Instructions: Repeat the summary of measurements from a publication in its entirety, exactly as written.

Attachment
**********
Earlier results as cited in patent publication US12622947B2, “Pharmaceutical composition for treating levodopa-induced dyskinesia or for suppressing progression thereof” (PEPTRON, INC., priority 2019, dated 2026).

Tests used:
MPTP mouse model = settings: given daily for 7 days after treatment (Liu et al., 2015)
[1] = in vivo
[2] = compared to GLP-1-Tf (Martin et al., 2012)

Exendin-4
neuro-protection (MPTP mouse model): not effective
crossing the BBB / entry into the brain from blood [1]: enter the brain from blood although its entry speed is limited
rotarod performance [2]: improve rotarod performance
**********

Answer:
Earlier results as cited in patent publication US12622947B2, “Pharmaceutical composition for treating levodopa-induced dyskinesia or for suppressing progression thereof” (PEPTRON, INC., priority 2019, dated 2026).

Tests used:
MPTP mouse model = settings: given daily for 7 days after treatment (Liu et al., 2015)
[1] = in vivo
[2] = compared to GLP-1-Tf (Martin et al., 2012)

Exendin-4
neuro-protection (MPTP mouse model): not effective
crossing the BBB / entry into the brain from blood [1]: enter the brain from blood although its entry speed is limited
rotarod performance [2]: improve rotarod performance